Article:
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How to Wash a Sleeping Bag

How to Wash a Sleeping Bag

25.06.2014 | Camping How to Guides

Can You Wash a Sleeping Bag?

Yes! Like all bedding items, your sleeping bag will need to be cleaned every once in a while. While all sleeping bags come with their own cleaning instructions (which you should follow) here are a few tips to help you wash your sleeping bag.



  • Fill a bath with cold water and add half a cup of mild fabric soap
  • Stir the soap into the water until it is fully dissolved
  • Lie your fully zipped up sleeping bag in the bath as flat as possible
  • With bare feet, step into the bath and walk up and down the sleeping bag until it has been thoroughly submerged into the soapy water, the solution working its way through the filling
  • Empty the soapy bathwater and refill with cold water
  • Walk up and down the sleeping bag in this manner, emptying the soapy water and refilling, until all the soap has left the bag
  • When you’re happy no more soap remains, drain the bath and roll the sleeping bag up, pressing down on it as you go. This squeezes out as much water as possible ready for drying
  • NEVER twist or wring your sleeping  bag as this can cause your sleeping bag’s filling to lump together

That was the manual version for hands on people, but you can bypass the above and just go to your local launderette instead!


Machine Washing

  • Firstly, please ensure your sleeping bag is suitable for a machine wash
  • If it is, ensure that the machine  is set to a delicate wash on a cold water option
  • Load the machine with your sleeping bag, which should be unzipped with the zip puller left halfway up the mechanism
  • With your sleeping bag pop in a couple of tennis balls as these will bounce around in the cycle ensuring the stuffing doesn’t lump together as it spins round the machine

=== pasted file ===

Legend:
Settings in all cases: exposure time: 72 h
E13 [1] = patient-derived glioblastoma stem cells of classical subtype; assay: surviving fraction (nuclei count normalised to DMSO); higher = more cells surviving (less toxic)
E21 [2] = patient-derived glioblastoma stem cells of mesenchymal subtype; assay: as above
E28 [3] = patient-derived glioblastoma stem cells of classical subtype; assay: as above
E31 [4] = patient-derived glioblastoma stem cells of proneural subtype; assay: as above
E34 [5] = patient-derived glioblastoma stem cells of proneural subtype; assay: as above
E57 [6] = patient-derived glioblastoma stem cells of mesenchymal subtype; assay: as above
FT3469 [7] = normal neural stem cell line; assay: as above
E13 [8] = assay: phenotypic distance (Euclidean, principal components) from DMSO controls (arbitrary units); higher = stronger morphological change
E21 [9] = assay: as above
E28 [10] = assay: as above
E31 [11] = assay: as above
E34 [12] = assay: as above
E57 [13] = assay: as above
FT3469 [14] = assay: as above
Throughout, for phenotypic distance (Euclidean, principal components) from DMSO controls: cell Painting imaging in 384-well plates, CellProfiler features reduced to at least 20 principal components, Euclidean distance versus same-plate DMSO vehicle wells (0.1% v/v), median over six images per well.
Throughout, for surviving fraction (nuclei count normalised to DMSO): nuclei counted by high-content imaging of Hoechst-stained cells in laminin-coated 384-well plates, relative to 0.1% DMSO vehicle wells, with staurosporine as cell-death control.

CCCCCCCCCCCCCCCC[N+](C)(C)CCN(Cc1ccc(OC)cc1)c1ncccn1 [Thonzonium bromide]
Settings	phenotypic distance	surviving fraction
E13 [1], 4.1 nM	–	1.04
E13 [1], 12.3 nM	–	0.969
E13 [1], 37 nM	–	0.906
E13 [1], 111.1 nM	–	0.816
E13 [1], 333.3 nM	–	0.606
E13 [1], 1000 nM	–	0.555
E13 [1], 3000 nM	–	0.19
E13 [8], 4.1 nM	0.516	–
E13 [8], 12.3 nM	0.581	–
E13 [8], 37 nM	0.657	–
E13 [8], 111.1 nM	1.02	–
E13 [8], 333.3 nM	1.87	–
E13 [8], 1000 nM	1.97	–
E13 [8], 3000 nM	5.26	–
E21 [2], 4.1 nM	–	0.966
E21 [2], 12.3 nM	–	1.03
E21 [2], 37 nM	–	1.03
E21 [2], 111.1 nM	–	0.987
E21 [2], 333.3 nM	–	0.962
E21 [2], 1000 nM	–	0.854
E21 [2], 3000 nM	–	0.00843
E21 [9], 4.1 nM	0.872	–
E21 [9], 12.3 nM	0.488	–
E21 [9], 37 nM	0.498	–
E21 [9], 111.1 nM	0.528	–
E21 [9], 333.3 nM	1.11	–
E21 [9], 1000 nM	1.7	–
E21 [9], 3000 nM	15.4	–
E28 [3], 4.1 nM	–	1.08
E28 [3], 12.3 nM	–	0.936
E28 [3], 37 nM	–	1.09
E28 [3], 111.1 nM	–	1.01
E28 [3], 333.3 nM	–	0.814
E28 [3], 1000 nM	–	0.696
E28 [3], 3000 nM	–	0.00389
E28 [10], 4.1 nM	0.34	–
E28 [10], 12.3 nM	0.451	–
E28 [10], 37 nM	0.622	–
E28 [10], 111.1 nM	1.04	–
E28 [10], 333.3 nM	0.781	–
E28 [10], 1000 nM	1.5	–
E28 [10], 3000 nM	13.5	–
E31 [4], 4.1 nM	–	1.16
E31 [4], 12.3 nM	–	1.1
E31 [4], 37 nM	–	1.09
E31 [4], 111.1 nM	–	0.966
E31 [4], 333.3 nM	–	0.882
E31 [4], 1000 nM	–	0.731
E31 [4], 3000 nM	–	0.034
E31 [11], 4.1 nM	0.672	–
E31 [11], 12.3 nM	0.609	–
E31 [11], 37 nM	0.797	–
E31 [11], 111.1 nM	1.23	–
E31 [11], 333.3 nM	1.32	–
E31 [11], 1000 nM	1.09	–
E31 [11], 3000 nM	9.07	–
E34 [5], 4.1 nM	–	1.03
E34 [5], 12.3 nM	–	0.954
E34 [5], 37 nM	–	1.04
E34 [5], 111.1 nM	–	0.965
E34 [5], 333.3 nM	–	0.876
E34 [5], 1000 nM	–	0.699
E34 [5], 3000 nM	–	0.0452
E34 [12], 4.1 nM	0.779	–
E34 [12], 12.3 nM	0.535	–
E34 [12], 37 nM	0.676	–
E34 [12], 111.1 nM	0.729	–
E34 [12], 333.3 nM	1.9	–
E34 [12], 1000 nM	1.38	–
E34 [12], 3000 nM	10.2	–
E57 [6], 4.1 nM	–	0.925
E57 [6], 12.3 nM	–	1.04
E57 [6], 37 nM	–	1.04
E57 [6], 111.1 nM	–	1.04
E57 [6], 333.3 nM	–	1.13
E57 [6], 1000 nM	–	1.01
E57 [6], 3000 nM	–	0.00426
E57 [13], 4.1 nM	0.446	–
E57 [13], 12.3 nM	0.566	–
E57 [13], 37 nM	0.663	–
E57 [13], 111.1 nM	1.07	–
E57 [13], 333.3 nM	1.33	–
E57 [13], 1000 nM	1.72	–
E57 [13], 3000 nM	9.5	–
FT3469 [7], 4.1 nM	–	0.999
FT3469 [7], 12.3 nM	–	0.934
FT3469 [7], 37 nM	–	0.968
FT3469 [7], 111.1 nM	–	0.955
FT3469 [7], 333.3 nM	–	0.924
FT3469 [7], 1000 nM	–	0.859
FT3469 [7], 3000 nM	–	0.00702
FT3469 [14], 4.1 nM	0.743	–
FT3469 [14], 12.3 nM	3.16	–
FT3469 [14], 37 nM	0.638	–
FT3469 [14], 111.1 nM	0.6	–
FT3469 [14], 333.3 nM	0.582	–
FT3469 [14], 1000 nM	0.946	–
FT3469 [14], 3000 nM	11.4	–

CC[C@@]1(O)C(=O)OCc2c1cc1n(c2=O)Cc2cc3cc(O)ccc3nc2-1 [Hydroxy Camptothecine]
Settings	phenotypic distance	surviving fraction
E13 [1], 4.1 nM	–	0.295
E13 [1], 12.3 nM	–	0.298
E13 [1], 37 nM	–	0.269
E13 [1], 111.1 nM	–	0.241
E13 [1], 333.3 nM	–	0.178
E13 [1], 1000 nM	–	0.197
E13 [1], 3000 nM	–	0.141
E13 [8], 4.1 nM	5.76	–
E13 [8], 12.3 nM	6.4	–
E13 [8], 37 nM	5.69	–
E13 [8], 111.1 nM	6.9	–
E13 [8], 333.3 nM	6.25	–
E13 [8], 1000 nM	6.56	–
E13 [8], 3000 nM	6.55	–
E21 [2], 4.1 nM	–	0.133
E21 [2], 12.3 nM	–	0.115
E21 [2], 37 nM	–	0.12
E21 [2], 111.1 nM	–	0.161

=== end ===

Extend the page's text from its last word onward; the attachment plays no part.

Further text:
• Never add fabric softener, as this will damage your sleeping bag
  • When the wash is finished, run it through another rinse cycle to ensure no soapy residue is left
  • When it’s done, press down on the sleeping bag. If soap suds appear put it on another rinse cycle
  • If no suds appear, take the sleeping bag out of the machine. Lay it flat on a table and roll it up so the water streams from the bag
  • Roll your bag up near a drain, or if there is no drain line the floor with towels or newspaper to soak up the residual water
  • Be careful never to wring or scrunch up your sleeping bag, as this can damage the filling and cause clumping


Drying Your Sleeping Bag

You have two options when it comes to drying your freshly washed sleeping bag:

a) You can hang it out, unzipped, on a washing line. You must be confident that the weather won’t turn suddenly as your sleeping bag will need to be out to dry for at least 24 hours

b) Pop your sleeping bag into a large tumble dryer on a low heat. High temperatures will melt any synthetic fabrics and fibres, which will make sleeping in your bag extremely uncomfortable. Again, add in a couple of tennis balls to break down any clumps that may form during the cycle. (Always check the care label of your product to check it is suitable for tumble drying.)


Sleeping Bag Liners

Generally, people only tend to wash their sleeping bags once they start getting a bit smelly and dirty. Usually this means a once-a-year wash, but if you tend to use yours more regularly instead of washing it every couple of months, why not use a sleeping bag liner to keep your bag cleaner for longer. Liners come in a variety of fabrics, but the most common are silk and cotton liners.

Silk is great for insulation, and tends to add around one season to your temperature rating. It’s very compact making it great for travelling and is nice and light too. Cotton is of course, a cheaper option to silk and is great for keeping your sleeping bag clean at a low cost. Using sleeping bag liners means you won’t have to wash your sleeping bag as regularly as you would without one. You just need to wash the liner which is super simple!